2018 Looks Bright For Iluka Resources

Australia | Jan 30 2018

Iluka Resources maintained strong output of mineral sands in the December quarter while brokers flag substantial price increases for both zircon and rutile over 2018.

-Iluka calls out structural deficit in the zircon and rutile markets
-Temporary reduction in demand for zircon in China
-Does the mineral sands price upgrade cycle have further to run?


By Eva Brocklehurst

Strength in both the zircon and rutile markets have allowed Iluka Resources ((ILU)) to lift its prices in 2017, and further price increases are expected in 2018. Credit Suisse considers 2017 a transformational year and fitting that company exceeded production expectations while hitting guidance for sales volume.

The company should be a significant beneficiary of the price momentum expected in both the zircon and high-grade titanium dioxide markets throughout 2018. The broker notes demand is robust but the supply chain lean, and Iluka has called out a structural deficit in the market.

Morgan Stanley believes Iluka is in a strong position, as both its downstream markets are improving. Competitors have increased zircon prices by US$125/t in the current quarter and the company's next pricing review will be effective from April 1, 2018.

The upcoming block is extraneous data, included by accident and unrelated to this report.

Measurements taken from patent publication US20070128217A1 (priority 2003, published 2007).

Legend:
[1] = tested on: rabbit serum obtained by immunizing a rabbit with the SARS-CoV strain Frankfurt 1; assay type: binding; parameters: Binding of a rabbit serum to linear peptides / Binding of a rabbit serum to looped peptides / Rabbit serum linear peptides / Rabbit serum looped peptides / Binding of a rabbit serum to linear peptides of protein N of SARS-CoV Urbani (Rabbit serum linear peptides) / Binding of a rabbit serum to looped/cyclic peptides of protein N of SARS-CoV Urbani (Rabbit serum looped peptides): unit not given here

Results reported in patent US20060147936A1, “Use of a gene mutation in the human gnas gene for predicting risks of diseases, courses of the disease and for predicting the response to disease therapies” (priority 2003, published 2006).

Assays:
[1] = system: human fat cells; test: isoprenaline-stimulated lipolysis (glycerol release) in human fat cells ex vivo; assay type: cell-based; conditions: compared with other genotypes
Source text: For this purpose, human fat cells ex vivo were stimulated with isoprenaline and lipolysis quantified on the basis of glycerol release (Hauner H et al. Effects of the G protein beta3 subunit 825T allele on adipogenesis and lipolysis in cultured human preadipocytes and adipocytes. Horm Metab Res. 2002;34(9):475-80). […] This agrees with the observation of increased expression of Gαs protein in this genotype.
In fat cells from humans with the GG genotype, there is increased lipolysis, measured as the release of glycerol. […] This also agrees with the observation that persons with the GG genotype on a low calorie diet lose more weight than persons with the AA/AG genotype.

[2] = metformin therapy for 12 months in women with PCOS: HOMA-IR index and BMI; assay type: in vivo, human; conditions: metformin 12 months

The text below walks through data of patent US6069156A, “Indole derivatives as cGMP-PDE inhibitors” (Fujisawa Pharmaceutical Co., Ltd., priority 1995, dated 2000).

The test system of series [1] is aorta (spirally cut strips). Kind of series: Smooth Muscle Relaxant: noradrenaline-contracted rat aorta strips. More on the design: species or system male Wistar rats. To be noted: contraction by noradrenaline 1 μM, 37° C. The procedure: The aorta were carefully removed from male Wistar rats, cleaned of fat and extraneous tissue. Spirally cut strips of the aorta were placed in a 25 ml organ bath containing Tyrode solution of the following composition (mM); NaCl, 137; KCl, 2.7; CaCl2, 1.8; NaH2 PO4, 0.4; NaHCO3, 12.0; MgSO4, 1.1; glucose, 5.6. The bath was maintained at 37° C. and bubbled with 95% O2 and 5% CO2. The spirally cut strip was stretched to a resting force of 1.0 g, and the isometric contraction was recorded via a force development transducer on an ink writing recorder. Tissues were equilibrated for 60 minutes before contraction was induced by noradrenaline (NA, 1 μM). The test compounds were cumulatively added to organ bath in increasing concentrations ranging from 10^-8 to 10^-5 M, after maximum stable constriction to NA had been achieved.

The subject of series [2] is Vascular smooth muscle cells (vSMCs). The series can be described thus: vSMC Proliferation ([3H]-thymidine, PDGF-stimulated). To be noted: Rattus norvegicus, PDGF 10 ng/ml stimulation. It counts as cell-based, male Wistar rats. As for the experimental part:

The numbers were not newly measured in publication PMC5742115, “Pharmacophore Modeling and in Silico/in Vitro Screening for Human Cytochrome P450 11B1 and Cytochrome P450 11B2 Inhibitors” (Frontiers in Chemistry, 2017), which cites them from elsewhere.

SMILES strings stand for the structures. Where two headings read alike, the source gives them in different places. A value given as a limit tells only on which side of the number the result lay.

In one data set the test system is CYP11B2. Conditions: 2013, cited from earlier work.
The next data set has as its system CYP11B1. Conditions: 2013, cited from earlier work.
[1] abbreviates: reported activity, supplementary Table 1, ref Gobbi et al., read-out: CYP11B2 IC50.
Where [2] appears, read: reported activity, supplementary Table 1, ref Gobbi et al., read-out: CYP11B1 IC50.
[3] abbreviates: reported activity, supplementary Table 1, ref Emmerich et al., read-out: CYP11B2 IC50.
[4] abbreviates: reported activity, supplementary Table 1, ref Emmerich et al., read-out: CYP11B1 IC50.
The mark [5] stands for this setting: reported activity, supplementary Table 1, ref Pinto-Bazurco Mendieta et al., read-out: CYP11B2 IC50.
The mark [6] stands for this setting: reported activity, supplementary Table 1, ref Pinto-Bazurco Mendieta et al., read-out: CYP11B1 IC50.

Meanwhile, rutile pricing in the second half of 2017 was 9% higher than the first half. The company has advised customers of an 8% increase in the rutile price effective for the first half of 2018, with contracts now in place for 60% of first half production. Iluka will allow remaining production to be exposed to spot prices over the course of the year.

Supply/demand imbalances have grown in the zircon market, Morgan Stanley observes. Demand growth is being experienced in most geographies. China remains the exception, where environmental controls have forced many plants to shut down, resulting in what Iluka believes will be a temporary reduction in demand as consumers of zircon upgrade and/or relocate facilities.

Pigment inventory remains below seasonal norms, as the combined impact of European plant outages and environmental actions in China dampen supply. Capacity utilisation rates across other plants, many of which are Iluka customers, have increased in the current circumstances and this provides support for rutile and synthetic rutile demand.

Macquarie's analysis is more reserved. Realised prices for zircon and rutile in the quarter were broadly in line with the broker's expectations as was mineral sands revenue. Rutile production stood out, 35% above what the broker had forecast. Ilmenite output was also a positive surprise, 67% above forecasts.

Meanwhile, shipments were lower than Macquarie anticipated, a surprise given the strong production result. Rutile shipments were the weak spot and Macquarie had expected Iluka would reduce rutile inventory during the quarter.

While anticipating price increases in the company's key commodities, the broker believes there is limited upside beyond the near-term spate of upgrades and the stock's valuation premium should start to contract once zircon and rutile price momentum slows.

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